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Sao Paulo Dreamin’ (in Rio de Janeiro)

April 7, 2012

It’s movie-like.  The view is from 18 floors up through a large, immaculately transparent sliding glass door that leads onto a private balcony.  While two blocks from the beach, there are no buildings between here and there taller than ten stories.  The vast panorama of blue ocean horizon is broken only by volcano peak islands about a mile out.  Leblon beach – just down from more famous Copacabana and Ipanema – is full of sunbathers and beach volleyball and soccer enthusiasts.

Our protagonist sits facing the scene, downing cold liquids on the rocks and pounding out the prose that will later touch readers as if it had somehow cosmically connected with their souls, painting a word picture of their secret hopes, dreams, and despairs.

It’s not a movie though.  Reality mimics the idealized vision but makes minor adjustments.  Added is the musty smell of the US$60 per night, 1970s-style hotel room in which the action takes place.  Also tacked on is a dull headache brought on by lack of sleep, a result of psychosomatic inability to find peace in a first-night hotel bed.  Subtracted is the borderless and all-encompassing image, replaced by the grating light of a laptop screen filled with petulant carping and affected depth.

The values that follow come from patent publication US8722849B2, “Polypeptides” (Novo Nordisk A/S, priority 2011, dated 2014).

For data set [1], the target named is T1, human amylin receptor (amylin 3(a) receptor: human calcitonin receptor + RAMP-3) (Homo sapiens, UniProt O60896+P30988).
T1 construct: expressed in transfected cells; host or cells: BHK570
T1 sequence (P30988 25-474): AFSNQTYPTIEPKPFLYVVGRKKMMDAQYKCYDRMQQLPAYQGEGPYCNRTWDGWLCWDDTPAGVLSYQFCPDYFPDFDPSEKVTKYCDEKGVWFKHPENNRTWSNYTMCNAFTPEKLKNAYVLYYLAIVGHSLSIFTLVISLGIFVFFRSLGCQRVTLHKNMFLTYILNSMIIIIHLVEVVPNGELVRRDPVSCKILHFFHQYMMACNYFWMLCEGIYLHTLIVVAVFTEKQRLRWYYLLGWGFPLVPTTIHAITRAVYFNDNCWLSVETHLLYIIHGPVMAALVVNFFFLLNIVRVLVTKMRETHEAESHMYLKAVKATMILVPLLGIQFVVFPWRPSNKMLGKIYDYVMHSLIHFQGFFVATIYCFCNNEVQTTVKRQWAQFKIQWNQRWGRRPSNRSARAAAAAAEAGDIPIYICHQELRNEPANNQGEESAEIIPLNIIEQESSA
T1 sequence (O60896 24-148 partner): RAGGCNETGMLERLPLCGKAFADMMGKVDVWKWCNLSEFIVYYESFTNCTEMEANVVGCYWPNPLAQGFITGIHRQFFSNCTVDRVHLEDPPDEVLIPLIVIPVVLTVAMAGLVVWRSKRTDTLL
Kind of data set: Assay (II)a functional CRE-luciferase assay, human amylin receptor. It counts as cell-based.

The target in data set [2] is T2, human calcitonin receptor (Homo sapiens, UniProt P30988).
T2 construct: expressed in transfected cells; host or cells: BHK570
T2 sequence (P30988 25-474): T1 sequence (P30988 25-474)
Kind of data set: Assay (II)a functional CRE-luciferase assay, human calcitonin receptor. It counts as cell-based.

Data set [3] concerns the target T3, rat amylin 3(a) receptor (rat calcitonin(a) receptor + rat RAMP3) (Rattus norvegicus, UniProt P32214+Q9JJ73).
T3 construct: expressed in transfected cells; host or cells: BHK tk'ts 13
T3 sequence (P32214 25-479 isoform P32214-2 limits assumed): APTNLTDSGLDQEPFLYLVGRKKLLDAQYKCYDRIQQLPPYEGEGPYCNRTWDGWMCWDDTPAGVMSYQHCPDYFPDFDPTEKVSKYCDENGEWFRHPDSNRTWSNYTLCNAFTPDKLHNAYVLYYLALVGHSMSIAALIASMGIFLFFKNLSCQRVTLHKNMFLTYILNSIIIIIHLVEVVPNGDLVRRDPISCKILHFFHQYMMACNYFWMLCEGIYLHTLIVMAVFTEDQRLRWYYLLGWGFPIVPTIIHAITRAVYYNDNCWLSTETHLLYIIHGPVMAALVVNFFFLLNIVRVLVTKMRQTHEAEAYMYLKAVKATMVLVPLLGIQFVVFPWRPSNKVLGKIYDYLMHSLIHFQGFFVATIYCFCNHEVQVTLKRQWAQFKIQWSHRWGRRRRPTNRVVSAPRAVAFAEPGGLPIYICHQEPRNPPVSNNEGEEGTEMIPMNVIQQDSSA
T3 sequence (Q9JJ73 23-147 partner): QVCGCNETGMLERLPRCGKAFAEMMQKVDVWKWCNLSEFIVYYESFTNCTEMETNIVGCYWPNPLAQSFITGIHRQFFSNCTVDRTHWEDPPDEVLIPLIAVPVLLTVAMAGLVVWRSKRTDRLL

I’ll always be an outsider in Rio.

Sao Paulo is big, commercial, urban, same – reminiscent of almost any large metropolis.  Surprises are uncommon.  Grasping the flow of life requires no great effort.  Walk the streets, browse the stores, buy some trinkets, relax your brain.  No need to contemplate, no need to reason.  It all makes sense.

Rio is other, the flow is alien.  After facing the sensory blitzkrieg of tanned hardbody impossibabes intermingled with leather-skinned speedo freaks beachside, one is abruptly startled by piss-stink streets and Pythonesque open-wound beggars a few steps from the strand.  You’re Carioca (of Rio) or you’re not.  You fit in sui generis or you accept your manifest role as spectator apart.

Lose yourself, blend in, become gray and small, tune in, turn on, and drop out in Sao Paulo.

Feel its obliviousness to your presence and bear the excruciating knowledge of your own foreignness in Rio.

– Rio de Janeiro, June 2001

From → Ideas

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